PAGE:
Government actors Thank you for the William March article, “Lawmaker’s company, Hardee grant at center of web” (front page, May 5) and its rare temerity in questioning the inner workings of government. Given the dearth of strong media in small counties, March’s reporting about whether millions of dollars of public grant money benefited state Rep. Jamie Grant and other public officials should give us all pause about why media and citizen involvement is so important.
As a reader, I particularly applaud the tenacity of Hardee County resident Henry Kuhlman, who continues to do what all of us should be doing, which is making public records requests and bravely speaking up when the behavior of elected officials seems questionable. County Commissioner Grady Johnson also is to be commended for his apparent interest in truth and transparency.
Sadly, small governments have few watchdogs these days, and it was Kuhlman who pointed out that the Hardee County Industrial Development Authority failed to file annual financial reports and audit reports required by state law for a number of years. The state auditor general’s report also said the grant appeared to violate state law. I hope your newspaper continues to follow this story with investigative zeal. Most of your readers may not be citizens of Hardee County, but all of us should know when government actors seemingly perform in ways that allow the rest of a community to lose out
Our culture’s direction Several days ago a professional athlete announced to the media his sexual identity. This was met with gushing praise from sportscasters, TV newsreaders, media commentators and even the president of the United States. Little or nothing was said or written about the Biblical position on sex and marriage.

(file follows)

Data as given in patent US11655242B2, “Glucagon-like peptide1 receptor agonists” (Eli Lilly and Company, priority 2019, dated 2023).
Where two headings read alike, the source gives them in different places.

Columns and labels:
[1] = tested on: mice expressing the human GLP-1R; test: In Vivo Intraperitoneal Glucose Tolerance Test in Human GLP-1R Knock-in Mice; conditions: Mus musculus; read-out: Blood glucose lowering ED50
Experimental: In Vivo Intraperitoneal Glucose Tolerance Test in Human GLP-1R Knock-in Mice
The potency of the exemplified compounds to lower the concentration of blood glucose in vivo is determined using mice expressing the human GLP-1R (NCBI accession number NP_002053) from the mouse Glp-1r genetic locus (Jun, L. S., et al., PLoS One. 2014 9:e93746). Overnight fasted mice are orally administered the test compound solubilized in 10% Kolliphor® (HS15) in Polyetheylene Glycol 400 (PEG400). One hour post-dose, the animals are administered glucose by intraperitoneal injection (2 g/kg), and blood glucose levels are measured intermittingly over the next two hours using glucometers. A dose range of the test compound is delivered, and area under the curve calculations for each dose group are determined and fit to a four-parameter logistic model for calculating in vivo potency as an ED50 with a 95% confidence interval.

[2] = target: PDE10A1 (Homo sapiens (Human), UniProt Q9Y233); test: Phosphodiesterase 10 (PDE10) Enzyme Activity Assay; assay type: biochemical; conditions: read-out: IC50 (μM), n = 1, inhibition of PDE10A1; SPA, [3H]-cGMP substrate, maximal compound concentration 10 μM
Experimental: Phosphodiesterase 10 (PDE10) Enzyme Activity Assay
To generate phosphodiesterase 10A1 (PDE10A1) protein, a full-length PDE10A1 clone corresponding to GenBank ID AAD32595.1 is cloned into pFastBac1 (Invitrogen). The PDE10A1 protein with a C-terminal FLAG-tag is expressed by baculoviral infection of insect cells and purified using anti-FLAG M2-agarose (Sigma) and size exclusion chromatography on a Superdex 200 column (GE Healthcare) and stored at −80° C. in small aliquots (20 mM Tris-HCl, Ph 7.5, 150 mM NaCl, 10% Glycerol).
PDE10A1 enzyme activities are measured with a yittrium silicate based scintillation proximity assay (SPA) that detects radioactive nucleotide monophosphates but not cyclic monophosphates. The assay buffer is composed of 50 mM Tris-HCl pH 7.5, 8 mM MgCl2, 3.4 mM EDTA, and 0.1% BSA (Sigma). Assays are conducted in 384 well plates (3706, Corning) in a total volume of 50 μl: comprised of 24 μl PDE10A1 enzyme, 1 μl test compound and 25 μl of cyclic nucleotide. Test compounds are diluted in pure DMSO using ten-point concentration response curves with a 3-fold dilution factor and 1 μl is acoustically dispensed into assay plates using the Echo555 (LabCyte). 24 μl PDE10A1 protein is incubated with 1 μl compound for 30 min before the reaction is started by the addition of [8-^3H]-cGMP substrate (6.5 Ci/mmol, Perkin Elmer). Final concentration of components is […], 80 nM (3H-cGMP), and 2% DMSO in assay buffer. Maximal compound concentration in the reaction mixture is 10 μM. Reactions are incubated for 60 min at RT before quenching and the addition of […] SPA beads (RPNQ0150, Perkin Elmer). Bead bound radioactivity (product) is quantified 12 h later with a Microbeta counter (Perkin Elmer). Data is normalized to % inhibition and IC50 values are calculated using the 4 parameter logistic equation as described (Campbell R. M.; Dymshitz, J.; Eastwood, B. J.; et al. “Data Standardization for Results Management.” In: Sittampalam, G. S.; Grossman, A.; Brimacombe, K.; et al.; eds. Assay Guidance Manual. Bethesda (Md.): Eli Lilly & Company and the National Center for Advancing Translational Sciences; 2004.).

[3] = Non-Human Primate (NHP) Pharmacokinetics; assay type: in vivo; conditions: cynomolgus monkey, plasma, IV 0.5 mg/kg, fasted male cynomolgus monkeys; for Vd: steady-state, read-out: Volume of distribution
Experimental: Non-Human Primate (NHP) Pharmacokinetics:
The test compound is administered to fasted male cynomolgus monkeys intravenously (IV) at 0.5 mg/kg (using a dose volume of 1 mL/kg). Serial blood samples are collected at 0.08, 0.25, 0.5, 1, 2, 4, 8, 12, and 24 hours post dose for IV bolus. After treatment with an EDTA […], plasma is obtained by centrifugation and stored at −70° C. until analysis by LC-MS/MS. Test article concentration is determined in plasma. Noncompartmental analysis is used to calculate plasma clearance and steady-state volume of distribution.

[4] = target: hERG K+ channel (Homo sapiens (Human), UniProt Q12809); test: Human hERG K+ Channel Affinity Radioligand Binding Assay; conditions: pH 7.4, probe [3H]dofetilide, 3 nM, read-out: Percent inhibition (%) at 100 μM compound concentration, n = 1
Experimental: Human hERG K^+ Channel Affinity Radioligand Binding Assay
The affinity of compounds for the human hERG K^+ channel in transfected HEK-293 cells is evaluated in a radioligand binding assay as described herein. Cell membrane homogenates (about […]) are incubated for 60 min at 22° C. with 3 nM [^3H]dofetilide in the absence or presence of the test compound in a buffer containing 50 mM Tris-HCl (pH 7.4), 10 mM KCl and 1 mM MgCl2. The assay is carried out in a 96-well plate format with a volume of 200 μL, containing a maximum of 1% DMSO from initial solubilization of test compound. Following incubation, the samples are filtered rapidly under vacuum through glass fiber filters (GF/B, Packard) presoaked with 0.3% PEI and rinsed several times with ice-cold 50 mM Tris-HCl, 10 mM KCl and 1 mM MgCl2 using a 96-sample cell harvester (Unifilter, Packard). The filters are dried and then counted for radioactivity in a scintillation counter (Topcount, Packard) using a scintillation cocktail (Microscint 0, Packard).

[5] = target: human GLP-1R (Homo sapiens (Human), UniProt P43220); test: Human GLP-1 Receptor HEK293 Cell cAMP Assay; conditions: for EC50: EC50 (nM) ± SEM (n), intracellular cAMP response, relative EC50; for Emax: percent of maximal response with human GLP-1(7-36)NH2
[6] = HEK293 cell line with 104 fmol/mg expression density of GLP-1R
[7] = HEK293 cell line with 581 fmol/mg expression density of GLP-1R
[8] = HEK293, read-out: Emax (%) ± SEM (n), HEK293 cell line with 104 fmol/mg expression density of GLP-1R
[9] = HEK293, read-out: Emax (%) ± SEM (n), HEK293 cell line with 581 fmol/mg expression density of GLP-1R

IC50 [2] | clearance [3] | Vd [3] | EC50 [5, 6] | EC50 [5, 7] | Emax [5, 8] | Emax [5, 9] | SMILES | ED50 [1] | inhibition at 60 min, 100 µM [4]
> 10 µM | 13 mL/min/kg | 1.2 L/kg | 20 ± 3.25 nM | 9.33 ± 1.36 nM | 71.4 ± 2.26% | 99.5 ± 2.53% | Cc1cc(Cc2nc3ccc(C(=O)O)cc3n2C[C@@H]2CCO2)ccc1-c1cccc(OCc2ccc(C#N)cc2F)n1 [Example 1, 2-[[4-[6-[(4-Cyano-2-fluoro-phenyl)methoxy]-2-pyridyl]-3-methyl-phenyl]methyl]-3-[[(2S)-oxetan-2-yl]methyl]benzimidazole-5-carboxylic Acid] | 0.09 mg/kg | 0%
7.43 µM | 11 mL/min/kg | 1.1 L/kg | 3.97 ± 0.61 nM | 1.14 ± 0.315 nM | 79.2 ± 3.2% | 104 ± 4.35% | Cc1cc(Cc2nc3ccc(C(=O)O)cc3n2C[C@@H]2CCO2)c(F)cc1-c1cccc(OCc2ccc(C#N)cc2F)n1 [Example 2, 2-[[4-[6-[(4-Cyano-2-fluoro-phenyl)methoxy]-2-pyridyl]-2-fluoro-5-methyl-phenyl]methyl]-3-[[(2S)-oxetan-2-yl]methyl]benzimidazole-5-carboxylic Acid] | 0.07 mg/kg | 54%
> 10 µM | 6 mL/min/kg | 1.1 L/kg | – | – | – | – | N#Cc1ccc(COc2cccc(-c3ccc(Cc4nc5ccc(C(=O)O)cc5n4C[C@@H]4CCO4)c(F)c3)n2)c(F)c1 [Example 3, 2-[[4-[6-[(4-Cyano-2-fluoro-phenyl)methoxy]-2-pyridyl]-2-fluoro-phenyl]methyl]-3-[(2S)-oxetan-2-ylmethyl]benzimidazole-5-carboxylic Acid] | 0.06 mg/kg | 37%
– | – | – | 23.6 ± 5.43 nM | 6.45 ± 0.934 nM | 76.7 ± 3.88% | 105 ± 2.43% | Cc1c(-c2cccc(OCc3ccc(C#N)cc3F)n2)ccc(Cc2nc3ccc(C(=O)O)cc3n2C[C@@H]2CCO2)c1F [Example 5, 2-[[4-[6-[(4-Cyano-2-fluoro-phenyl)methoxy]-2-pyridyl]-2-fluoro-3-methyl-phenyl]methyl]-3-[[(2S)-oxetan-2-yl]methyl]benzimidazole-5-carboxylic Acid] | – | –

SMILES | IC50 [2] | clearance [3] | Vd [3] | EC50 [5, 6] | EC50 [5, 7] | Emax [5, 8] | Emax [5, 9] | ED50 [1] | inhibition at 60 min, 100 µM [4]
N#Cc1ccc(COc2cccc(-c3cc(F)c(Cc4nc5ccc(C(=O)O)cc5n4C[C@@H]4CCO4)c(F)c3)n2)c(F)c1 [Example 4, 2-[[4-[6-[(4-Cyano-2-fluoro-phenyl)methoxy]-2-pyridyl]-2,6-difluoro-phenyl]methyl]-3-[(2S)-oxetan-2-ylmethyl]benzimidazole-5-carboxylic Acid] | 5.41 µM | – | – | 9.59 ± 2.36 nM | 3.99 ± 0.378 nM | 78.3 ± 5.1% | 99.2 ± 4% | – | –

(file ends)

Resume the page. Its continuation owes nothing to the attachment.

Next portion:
The Biblical position is pretty straightforward and clear. Marriage between a man and woman is the standard, and sex is to be practiced only between a husband and wife. Sex outside of this institution is clearly not pleasing. Cheating spouses, men and women engaging in sex outside of marriage, and women with women and men with men in a sexual relationship are all equally in opposition to the Bible’s direction.
Our very nature puts us at odds with the Biblical plan. We really like to do what we want to do even when our consciences tell us no. The movies we watch, television programs, the lives of entertainers and political leaders who ignore marriage vows soften our recognition of what is right and wrong. This is a direction in our culture that does not warrant cheers and praise but sadness and remorse.
The same medicine Regarding “Lawmakers favor loud music over Florida neighborhoods” (Our Views, May 7): Apparently, listening to noise at excessive decibel levels causes brain damage. I’m not sure if this can be cured, but perhaps more of the same medicine needs to be administered.
With the long delay time we encounter at traffic signal lights, I would suggest that state Sen. Jeff Clemens — who believes that his loud music has a healing power for people subjected to his beliefs — should be in the center lane on U.S. 19 with his followers blasting noise on either side of him.
Not only can he have the great healing power that this noise administers but he can explain to the police officer why he didn’t hear the ambulance that is on a life-saving emergency run.
New Port Richey